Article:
Justice Thomas’ short concurrence, while joining in full the majority opinion, also argued that Congress’ power to regulate “commerce among the states” did not extend to the intrastate purchase and sale of firearms. Thomas was repeating an argument he, and he alone, has made repeatedly that Congress’ power to regulate “commerce among the states” does not extend to local economic activities that “substantially affect” commerce among the states.

Not only is this idea inconsistent with over 100 years of Supreme Court precedent (a fact that Thomas brushes aside), but it would deprive the Congress of the ability to do what was the major impetus behind ratification of the United States Constitution-giving Congress the power to regulate the national economy. Justice Thomas’ view is much more in tune with the Articles of Confederation, the first document to govern this country, than our current foundational law.

In making his argument, Justice Thomas completely ignores a part of the Constitution that has been an integral component of Congress’ powers since at least the early 19th century. Article I, Section 8 gives Congress the authority to pass all laws “necessary and proper” to carrying out its enumerated powers. The Supreme Court has consistently held that this provision allows Congress to use all reasonable or rational means to carrying out its lawful authority. Thus, Congress may use a draft to implement its duty to raise an army, and it may punish people who steal the mail so that it can run a Post Office even though neither a draft nor the ability to punish mail-theft is listed in the Constitution. Even Justice Scalia believed Congress has the power to regulate local practices that substantially affect commerce, as he argued when he voted to uphold the federal criminalization of the possession of marijuana that was never bought, sold or moved in commerce. Thus, just as Congress may prohibit the local non-commercial use of marijuana to assist in its overall War on Drugs, Congress may regulate the sale of guns as part of a more comprehensive plan to prevent dangerous people from owning firearms. Thomas’ view to the contrary ignores the plain text of the Necessary and Proper Clause, and its original meaning.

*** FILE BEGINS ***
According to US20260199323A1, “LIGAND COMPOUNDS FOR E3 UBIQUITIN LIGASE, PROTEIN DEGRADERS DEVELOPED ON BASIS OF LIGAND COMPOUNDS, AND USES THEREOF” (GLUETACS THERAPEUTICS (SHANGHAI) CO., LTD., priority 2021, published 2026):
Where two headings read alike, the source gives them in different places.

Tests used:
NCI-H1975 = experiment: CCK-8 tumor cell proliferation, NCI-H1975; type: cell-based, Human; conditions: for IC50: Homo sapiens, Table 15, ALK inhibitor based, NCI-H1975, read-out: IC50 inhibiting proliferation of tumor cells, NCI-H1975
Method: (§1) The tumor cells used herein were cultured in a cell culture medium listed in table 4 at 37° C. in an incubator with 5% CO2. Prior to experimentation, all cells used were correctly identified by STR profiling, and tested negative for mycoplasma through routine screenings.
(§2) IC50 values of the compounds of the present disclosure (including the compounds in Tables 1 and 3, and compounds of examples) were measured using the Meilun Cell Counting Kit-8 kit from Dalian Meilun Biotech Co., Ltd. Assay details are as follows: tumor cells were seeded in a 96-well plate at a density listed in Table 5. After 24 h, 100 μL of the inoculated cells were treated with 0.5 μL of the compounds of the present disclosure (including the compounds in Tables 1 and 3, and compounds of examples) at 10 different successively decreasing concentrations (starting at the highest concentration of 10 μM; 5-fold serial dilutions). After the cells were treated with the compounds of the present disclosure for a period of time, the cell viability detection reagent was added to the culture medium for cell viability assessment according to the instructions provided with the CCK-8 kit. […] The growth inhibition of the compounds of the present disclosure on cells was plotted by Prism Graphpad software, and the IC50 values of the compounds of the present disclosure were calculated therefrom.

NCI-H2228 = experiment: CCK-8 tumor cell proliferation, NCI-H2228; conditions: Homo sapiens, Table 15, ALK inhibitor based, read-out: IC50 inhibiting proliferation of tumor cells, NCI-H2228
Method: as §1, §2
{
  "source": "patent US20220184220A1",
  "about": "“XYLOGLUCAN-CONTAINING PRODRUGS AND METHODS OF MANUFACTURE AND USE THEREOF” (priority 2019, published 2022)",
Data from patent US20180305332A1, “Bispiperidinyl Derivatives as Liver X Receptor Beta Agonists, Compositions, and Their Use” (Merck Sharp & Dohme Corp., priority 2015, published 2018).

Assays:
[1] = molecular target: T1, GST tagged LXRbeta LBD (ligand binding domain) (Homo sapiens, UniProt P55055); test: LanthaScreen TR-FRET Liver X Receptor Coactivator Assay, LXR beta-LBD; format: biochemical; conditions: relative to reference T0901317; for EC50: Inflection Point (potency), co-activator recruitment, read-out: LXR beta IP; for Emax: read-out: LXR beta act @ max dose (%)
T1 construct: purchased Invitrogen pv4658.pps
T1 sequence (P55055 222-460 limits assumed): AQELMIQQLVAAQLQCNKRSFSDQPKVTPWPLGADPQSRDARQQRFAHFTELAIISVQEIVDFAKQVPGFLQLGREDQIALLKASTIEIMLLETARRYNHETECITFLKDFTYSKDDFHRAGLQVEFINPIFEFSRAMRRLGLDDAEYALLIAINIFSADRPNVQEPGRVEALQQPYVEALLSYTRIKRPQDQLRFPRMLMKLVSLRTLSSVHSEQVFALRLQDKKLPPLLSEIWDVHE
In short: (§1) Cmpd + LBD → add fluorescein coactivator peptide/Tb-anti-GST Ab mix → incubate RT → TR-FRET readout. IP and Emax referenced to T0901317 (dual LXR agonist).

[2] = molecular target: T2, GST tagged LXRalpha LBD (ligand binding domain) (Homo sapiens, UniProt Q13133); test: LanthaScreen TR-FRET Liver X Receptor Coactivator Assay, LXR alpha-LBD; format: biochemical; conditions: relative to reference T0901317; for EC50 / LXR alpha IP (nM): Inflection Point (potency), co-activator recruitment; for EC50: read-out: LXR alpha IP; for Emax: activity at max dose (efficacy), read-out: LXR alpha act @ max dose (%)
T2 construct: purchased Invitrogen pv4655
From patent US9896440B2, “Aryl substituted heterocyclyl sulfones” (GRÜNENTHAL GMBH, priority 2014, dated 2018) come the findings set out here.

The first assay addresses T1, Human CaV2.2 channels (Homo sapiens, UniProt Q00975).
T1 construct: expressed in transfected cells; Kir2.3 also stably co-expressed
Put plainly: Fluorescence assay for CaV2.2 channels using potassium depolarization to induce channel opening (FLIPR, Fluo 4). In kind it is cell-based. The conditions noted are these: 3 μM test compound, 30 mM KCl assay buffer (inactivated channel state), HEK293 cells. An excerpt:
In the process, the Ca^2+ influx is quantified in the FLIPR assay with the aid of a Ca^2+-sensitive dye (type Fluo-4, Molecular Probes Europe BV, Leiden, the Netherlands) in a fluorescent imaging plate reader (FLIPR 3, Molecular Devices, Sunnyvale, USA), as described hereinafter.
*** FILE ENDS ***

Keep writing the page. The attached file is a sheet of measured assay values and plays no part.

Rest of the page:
There are numerous other examples of Justice Thomas ignoring or distorting constitutional text and history. He has interpreted the phrase “another state” in the Eleventh Amendment to mean the “same state” so that states may be immune from federal lawsuits in ways not supported by the text; he has signed on to a rigid “personal injury” test that all federal plaintiffs must satisfy before having “standing to sue” in federal court even though neither Article III nor its history suggest such a requirement; and he has strongly rejected all affirmative action programs based on a principle of “color-blindness” that is nowhere in the text of the Constitution and is inconsistent with the original meaning of the Equal Protection Clause. The list goes on and on.

After twenty-five years on the Court, Justice Thomas has proven over and over that he doesn’t take text and history, or law, seriously at all. Instead, he is just a loyal, conservative, Republican with a strong libertarian bent-a politician through and through, and not a very effective one at that.